So I’ll be standing in the kitchen making coffee or lunch or anything and just start repeating out loud: “food processors are great”. Michelle asked me where it was from this week and of course I took the opportunity to play it.

This time I honed in on the chorus posted above and a song about advertising is now working in different ways as an anthem for our COVID summer.

A holiday, somewhere in the sun, would be fantastic indeed.


And of course I then made Thursday and Friday Blur listening days. It’s been a while since I went through the catalogue.

I can’t really pick a favorite. Leisure and 13 are the least likely, even though Tender, the first track on 13, is one of my favorite songs ever made and I thought I remembered the album being amazing.

Modern Life Is Rubbish, Parklife, The Great Escape, and Blur all have their moments where I’m like: oh right, this is my favorite album. Even as I’m writing this I have Modern Life Is Rubbish playing again and my brain is trying really hard to convince me to pick it.

And then Think Tank, which I don’t remember appreciating as much at the time, but I very much enjoy now. And the reunion album, The Magic Whip, turned out to be very excellent.

Anyhow. One day I’ll sit down and do a proper write-up of the best parts.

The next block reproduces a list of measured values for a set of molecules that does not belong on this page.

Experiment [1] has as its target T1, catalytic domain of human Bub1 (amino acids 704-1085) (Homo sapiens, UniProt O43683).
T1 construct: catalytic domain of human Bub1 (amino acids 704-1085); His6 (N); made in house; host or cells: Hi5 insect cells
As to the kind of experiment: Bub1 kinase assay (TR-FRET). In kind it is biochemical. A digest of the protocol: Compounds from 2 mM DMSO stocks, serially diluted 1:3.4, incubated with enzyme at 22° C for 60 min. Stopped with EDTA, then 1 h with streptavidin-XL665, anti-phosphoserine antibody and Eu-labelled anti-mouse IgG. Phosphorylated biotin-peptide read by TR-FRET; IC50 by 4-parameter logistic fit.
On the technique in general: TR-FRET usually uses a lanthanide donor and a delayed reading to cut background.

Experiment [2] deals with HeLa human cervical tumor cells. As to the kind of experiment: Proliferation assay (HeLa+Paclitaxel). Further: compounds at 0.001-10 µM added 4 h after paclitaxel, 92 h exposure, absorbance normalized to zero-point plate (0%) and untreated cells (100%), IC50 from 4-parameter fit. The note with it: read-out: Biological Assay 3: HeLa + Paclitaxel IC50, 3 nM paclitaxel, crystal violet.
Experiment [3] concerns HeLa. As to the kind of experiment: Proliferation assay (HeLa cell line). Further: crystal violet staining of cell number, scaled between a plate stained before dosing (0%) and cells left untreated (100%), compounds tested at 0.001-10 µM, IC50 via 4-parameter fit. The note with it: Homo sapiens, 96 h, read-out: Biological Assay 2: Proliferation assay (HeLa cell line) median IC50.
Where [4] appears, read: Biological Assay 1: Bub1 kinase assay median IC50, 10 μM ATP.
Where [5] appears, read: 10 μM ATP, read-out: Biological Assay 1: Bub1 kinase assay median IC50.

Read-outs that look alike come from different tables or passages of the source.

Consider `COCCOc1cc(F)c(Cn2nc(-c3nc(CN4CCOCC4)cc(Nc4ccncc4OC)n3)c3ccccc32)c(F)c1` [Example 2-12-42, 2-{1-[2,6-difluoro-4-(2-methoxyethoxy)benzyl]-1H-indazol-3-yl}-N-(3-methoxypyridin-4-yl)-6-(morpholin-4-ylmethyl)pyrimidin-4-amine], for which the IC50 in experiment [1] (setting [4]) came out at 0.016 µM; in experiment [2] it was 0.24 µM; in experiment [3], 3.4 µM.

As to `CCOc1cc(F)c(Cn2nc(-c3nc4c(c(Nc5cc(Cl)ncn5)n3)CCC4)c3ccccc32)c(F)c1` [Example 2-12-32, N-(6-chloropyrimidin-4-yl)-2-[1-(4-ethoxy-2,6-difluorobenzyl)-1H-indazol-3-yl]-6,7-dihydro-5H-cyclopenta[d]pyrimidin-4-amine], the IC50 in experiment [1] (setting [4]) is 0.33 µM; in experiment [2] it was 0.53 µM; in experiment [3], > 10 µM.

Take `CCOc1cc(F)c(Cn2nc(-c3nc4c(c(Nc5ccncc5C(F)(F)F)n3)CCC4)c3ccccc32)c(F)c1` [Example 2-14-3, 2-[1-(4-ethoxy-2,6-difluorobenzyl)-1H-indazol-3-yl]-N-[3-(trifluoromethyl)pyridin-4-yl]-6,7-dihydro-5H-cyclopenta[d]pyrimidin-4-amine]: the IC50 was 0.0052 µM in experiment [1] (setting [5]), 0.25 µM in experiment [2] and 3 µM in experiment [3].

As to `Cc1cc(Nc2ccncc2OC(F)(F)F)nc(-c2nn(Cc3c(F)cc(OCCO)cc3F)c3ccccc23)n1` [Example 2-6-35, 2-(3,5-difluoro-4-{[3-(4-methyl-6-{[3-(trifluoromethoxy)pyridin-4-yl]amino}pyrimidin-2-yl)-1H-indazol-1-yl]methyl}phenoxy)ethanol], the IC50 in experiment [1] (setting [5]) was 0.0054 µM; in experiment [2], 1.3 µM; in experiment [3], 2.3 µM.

Stay well! May we see 46 before I see 42. 🎂

Thoughts for the week’s end

Time has been operating on a different scale since March. It’s yesterday, it’s tomorrow, it’s hardly ever today. I’ve blinked and here’s September.

One week has become 12. This is the third “Thoughts for the week’s end” draft in my posts list. Let’s see if it gets published. I cheated and copied one of the blurbs from an earlier draft. I then deleted the rest. Gasp!


If you went back 10 years and told me that one day a simple CMD-Shift-n would restore an entire window of accidentally closed tabs in my browser…

I finished The Decadent Society this week months ago (book club!) and the main argument is that we haven’t really done anything Big since putting someone on the moon 40 years ago.

But I dunno…. restoring browser tabs? That’s a pretty big one.

The book itself was interesting and thought provoking. I did find myself shaking my head in disagreement more as it went on—I have a feeling he could expose himself to a wider variety of art to see that things have progressed since Star Wars, 60s rock, and the age of white male dominated fiction.

But! I appreciate some of the arguments and it sometimes does seem like progress has gotten stale. Maybe that’s how it works though. Stale until not.

If you want the book in a nutshell, the author wrote an opinion piece for the New York Times covering the concept.


More recently I finished a series of unrelated, yet very related books that I haven’t been able to stop thinking about since. I would recommend each:

  • The End of Policing explores alternatives to the ever-growing multitude of things that fit under the “police” umbrella.
  • I expected How to be Anti-racist to be excellent and it surpassed my expectations. I very much enjoyed Kendi’s narration of his work through things he thought he knew and things he learned along the way.